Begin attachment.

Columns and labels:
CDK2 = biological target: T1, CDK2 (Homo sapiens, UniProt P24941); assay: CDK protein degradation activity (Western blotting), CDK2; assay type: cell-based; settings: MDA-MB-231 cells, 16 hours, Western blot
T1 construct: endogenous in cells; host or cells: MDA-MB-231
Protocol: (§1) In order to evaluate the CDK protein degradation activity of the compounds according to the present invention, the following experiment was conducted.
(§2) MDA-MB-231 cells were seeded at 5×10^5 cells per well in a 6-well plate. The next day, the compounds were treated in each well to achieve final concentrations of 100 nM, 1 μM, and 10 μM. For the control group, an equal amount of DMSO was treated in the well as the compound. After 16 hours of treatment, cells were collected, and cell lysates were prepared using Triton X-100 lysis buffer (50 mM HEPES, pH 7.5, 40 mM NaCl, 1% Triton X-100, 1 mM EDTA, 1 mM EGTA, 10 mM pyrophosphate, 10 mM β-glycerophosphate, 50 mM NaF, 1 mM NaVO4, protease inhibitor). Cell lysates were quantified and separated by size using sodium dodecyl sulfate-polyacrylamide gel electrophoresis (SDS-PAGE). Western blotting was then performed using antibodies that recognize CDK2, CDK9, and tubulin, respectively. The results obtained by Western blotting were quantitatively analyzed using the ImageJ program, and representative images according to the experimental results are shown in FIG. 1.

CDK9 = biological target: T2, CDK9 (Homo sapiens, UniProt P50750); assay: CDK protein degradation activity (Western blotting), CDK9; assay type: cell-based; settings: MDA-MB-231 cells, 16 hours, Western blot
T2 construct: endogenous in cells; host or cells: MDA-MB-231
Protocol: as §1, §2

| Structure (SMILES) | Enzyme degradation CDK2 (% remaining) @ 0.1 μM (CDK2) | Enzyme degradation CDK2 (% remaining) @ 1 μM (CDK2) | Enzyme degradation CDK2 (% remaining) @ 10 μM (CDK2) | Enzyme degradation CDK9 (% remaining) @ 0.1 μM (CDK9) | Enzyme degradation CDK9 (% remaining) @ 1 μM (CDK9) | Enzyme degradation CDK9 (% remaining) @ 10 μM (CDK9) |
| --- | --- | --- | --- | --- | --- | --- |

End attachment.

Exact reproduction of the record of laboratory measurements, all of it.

Columns and labels:
CDK2 = biological target: T1, CDK2 (Homo sapiens, UniProt P24941); assay: CDK protein degradation activity (Western blotting), CDK2; assay type: cell-based; settings: MDA-MB-231 cells, 16 hours, Western blot
T1 construct: endogenous in cells; host or cells: MDA-MB-231
Protocol: (§1) In order to evaluate the CDK protein degradation activity of the compounds according to the present invention, the following experiment was conducted.
(§2) MDA-MB-231 cells were seeded at 5×10^5 cells per well in a 6-well plate. The next day, the compounds were treated in each well to achieve final concentrations of 100 nM, 1 μM, and 10 μM. For the control group, an equal amount of DMSO was treated in the well as the compound. After 16 hours of treatment, cells were collected, and cell lysates were prepared using Triton X-100 lysis buffer (50 mM HEPES, pH 7.5, 40 mM NaCl, 1% Triton X-100, 1 mM EDTA, 1 mM EGTA, 10 mM pyrophosphate, 10 mM β-glycerophosphate, 50 mM NaF, 1 mM NaVO4, protease inhibitor). Cell lysates were quantified and separated by size using sodium dodecyl sulfate-polyacrylamide gel electrophoresis (SDS-PAGE). Western blotting was then performed using antibodies that recognize CDK2, CDK9, and tubulin, respectively. The results obtained by Western blotting were quantitatively analyzed using the ImageJ program, and representative images according to the experimental results are shown in FIG. 1.

CDK9 = biological target: T2, CDK9 (Homo sapiens, UniProt P50750); assay: CDK protein degradation activity (Western blotting), CDK9; assay type: cell-based; settings: MDA-MB-231 cells, 16 hours, Western blot
T2 construct: endogenous in cells; host or cells: MDA-MB-231
Protocol: as §1, §2

| Structure (SMILES) | Enzyme degradation CDK2 (% remaining) @ 0.1 μM (CDK2) | Enzyme degradation CDK2 (% remaining) @ 1 μM (CDK2) | Enzyme degradation CDK2 (% remaining) @ 10 μM (CDK2) | Enzyme degradation CDK9 (% remaining) @ 0.1 μM (CDK9) | Enzyme degradation CDK9 (% remaining) @ 1 μM (CDK9) | Enzyme degradation CDK9 (% remaining) @ 10 μM (CDK9) |
| --- | --- | --- | --- | --- | --- | --- |